Online shopping grew an astonishing 43% in 2020, fueled mainly by coronavirus lockdowns and stay-at-home orders. As you might expect, Federal Trade Commission (FTC) complaints involving online shopping also spiked significantly. Much of the increase was due to customers never receiving the orders they paid for. Who is to blame when that happens?
It is easy to blame the shipper. After all, responsibility for a package squarely falls on the shipper after said package is received from the seller. But seldom are shipping problems that easy. There are a lot of moving parts here, moving parts that can be gummed up by all sorts of unexpected things.
Preferred Shipping is a Texas company that specializes in door-to-door international shipping. They are also an authorized DHL reseller. They say that shipping can be delayed or complicated by a whole host of things.
Incorrect Shipping Labels
Shippers rely on accurate labels to get packages where they need to go. Furthermore, they are a lot more likely to depend on digital codes and scanners. Gone are the days when sorters and delivery drivers would read address information as a matter of course. Today, everything is done using electronic scanners and computer software.
An incorrect label does not mean much to a delivery driver because they have been trained to do what computer software instructs them to do. So if a seller creates an inaccurate shipping label, the chances of a missed delivery go up.
Poor quality labels are another issue. Low quality printing that does not generate clear QR and barcodes lead to errors. A misread code can throw everything off.
Inexperienced Delivery Drivers
Discussing incorrect shipping labels isn’t intended to pass all the blame for delivery problems onto sellers. There are times when shippers are the bigger problem. The last several years have been especially difficult for shipping companies simply because demand has been so high. They have been forced to bring on record numbers of new drivers tasked with jumping in and doing the job without a whole lot of training.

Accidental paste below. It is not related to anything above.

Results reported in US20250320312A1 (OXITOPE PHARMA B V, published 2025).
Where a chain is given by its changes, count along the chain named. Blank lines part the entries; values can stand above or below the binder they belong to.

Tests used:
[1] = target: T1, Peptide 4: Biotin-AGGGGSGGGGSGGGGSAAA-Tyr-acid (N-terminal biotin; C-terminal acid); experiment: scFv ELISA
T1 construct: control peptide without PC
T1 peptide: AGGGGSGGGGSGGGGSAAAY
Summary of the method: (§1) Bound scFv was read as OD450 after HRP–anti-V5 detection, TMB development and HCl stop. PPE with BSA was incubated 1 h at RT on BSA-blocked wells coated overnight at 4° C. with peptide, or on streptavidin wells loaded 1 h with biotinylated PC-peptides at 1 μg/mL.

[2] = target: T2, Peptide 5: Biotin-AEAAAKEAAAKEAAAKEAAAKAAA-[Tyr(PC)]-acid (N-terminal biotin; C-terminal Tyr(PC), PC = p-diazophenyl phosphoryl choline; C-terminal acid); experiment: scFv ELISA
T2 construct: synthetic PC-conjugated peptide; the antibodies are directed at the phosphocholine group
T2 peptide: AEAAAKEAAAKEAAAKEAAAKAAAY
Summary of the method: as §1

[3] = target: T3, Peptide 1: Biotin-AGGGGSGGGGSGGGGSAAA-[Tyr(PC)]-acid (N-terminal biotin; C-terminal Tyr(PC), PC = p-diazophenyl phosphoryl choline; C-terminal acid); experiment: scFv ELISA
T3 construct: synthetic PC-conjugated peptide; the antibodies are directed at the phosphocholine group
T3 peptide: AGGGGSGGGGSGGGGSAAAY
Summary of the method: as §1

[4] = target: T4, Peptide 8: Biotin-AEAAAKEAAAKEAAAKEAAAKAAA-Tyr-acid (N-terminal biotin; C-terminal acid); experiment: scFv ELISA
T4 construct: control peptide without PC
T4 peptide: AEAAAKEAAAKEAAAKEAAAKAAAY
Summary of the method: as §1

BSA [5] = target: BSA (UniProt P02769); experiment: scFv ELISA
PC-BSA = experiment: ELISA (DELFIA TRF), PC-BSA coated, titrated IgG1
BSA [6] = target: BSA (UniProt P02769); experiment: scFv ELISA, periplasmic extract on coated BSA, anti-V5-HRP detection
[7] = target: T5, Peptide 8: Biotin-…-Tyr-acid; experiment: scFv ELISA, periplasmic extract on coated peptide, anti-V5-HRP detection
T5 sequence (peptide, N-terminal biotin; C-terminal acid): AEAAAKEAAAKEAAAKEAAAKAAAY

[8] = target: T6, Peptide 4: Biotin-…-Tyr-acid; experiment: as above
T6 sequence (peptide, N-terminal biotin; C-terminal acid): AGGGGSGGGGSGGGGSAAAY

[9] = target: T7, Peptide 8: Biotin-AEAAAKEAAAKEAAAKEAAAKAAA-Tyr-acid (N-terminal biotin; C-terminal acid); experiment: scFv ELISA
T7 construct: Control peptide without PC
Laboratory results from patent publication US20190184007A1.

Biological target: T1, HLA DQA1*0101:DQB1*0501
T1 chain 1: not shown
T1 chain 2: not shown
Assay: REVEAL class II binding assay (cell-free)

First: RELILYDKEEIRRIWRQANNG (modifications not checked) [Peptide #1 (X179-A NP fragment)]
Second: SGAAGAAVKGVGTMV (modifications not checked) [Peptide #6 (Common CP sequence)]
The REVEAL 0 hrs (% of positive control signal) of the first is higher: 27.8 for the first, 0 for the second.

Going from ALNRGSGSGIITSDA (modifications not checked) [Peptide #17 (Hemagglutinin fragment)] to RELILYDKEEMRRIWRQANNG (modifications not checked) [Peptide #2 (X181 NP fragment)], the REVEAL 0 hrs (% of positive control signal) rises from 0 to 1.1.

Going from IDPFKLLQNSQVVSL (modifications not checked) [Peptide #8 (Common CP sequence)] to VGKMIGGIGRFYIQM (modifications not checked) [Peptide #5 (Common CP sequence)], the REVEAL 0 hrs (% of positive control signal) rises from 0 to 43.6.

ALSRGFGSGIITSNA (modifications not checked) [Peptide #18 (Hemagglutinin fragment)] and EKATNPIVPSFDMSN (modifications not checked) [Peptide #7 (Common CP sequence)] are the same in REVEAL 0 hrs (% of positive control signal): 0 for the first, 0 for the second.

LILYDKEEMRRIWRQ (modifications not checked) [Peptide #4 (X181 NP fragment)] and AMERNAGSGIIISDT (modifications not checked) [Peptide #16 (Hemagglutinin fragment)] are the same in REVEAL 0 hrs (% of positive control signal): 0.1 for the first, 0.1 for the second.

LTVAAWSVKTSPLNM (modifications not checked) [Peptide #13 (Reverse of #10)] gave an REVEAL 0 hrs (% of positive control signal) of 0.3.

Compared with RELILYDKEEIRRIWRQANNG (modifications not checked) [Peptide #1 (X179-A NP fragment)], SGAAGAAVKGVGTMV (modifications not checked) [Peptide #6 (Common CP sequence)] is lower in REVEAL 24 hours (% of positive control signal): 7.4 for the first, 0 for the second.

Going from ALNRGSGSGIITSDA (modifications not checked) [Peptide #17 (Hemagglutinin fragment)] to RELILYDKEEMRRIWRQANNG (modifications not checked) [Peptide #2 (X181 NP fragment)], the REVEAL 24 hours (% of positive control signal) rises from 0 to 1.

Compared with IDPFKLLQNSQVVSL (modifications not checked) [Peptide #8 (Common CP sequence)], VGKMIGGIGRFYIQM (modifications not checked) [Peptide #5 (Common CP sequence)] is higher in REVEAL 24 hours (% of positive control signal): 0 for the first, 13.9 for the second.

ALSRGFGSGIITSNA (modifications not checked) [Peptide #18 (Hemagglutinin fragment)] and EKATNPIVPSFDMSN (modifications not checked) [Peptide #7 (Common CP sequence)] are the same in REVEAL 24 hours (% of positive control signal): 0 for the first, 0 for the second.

The job of a delivery driver isn’t as easy as it sounds. It takes a while for an inexperienced driver to master it. New drivers need to learn how to efficiently plan routes, verify delivery addresses, keep track of packages, and so on. There is a steep learning curve involved. Unfortunately, it can lead to missed deliveries while drivers are still learning.
Though consumers are often reluctant to admit it, there are times when delivery problems are of their own making. Entering delivery information online is a key pain point. Think of it this way: how many of us enter our home addresses but never go back to double check the information provided? Just missing one number in your house address can make an enormous difference.
There is also the issue of porch piracy. Despite so many media reports discussing the problem, there are consumers who refuse to believe they could be victimized. They are quick to assume a problem with the seller or shipping company when a package doesn’t arrive. But could it be the package did arrive, only to be stolen off the customer’s front porch?
It is true that most of the responsibility for getting packages to their destinations quickly and safely lies with shipping companies. But both buyers and sellers play a role, too. Assuming problems are always the shipper’s fault isn’t good policy. A better approach is to look at the entire transaction as a whole, exploring the possibility that all parties might have played a role in shipping woes.